It's just a job. That's what you tell yourself every morning to make you feel clean about what you're doing in this hell hole. Your being paid to do a job just like a billion other people around the world. They get up, go to work, come home, go to bed then do it all again the next day. Why should I feel any different about my job? My job is important. Maybe not to me but it's important to my employers at least and they pay me well. I have all the money, hookers, alcohol and creature comforts I could ever want as long as I do my job and kill enemy pilots. I've forgotten how many I've killed now. I don't really care. Their blood graces my pockets with money. If I don't do it then someone else will. Why shouldn't I make a bit of money off it after alll the Asranian Air Force has hired plenty of mercenaries too. More than the rebels have anyway. I am one of the few since mercenaries aren't exactly welcomed by the rebel pilots but recently their losses have been so great that they have had no choice but to hire some of us. It's just a job. Don't take it to heart...

Al Hasa - Rebel controlled Asranian shanty town

I pulled myself out of the bed without so much as a word to the woman still sleeping in it. She means nothing to me. Last night I paid her for the simulated experience of feeling love but it was short lived and empty and as I got dressed I secretly hated myself for succumbing to the temptation the previous night offered. After everyone of these liasons I always feel that a part of me has died. She had already taken my money and so I simply turned away and left.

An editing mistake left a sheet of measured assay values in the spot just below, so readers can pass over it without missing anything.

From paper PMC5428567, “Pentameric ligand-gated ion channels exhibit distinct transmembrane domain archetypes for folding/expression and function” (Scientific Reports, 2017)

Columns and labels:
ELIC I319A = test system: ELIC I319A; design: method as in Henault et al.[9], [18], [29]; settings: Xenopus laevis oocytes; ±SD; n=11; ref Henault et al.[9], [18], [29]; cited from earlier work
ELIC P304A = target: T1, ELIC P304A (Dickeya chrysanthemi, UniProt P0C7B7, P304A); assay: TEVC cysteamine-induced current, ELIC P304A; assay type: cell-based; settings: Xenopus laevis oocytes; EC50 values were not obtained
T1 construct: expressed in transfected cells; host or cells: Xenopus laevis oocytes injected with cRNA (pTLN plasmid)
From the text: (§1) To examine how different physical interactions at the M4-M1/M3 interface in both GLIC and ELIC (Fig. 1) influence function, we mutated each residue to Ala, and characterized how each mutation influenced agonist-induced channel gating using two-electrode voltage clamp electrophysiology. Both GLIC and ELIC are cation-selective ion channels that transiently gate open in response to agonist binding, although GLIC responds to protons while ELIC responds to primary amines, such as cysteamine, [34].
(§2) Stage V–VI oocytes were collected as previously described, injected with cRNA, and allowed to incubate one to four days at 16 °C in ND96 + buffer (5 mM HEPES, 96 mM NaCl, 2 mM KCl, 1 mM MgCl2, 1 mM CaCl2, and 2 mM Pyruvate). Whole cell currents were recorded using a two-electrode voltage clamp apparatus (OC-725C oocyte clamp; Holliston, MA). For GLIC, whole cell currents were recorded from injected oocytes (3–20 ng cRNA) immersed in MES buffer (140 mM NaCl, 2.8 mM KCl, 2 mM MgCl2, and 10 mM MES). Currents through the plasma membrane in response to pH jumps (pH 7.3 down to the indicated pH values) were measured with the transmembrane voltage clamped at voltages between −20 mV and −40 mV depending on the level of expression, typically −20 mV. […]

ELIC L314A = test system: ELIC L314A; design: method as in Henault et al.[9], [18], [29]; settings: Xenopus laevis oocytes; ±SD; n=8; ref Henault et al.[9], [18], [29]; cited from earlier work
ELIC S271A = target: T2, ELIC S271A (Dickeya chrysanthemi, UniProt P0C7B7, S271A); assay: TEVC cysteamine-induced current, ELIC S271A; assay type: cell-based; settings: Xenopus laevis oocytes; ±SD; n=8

Outside the woman's home, a small rundown shack in the middle of the dirt and flea ridden township, I climbed into the Land Rover I had requisitioned for my night off and drove off back towards the nearby air base. The town was rife with poverty and I always made sure I had a sidearm with me in case any of the locals fancied their chances at robbing an Anglo Saxon 'white boy' after violating one of their women - as they saw it anyway. It's amazing how you seem to switch yourself off to the suffering of others.

I arrived back at the base a short while later and enjoyed a hearty big breakfast. I used to feel guilt over eating such fine food considering the situation in the town but I've toughened up to it now. I always eat alone at the base. I'm not in a dedicated mercenary unit. I fly as part of a regular squadron of MiG-21 squadron. Ironically the MiG-21 was a plane I was taught to fight against when I was still flying for the RAF. I never thought I'd end up flying one myself against Western aircraft. I've become used to eating alone. As I said the rebel air force doesn't want mercenaries. They see us as nothing more than hired guns loyal only to who will pay the highest wages. I don't need to justify myself to them. I let my flying do the talking...

3 Hours Later

I pulled back on the stick and the nose of my MiG-21 pulled up as the bomb laden A-4 Skyhawk tried desperately to climb but it's heavy warload was making progress for the little jet extremely difficult. I wasn't in a good position to fire an Atoll so I selected guns and waited patiently for the A-4 to reach my gunsight. I squeezed the trigger and held it for four seconds. The MiG-21 vibrated as the 23mm cannon shells blazed from my aircraft through the hot desert air and found home in the rear fuselage of the Skyhawk. Menacing black smoke oozed from jet exhaust as it quickly lost power and realising his aircraft was doomed the pilot ejected.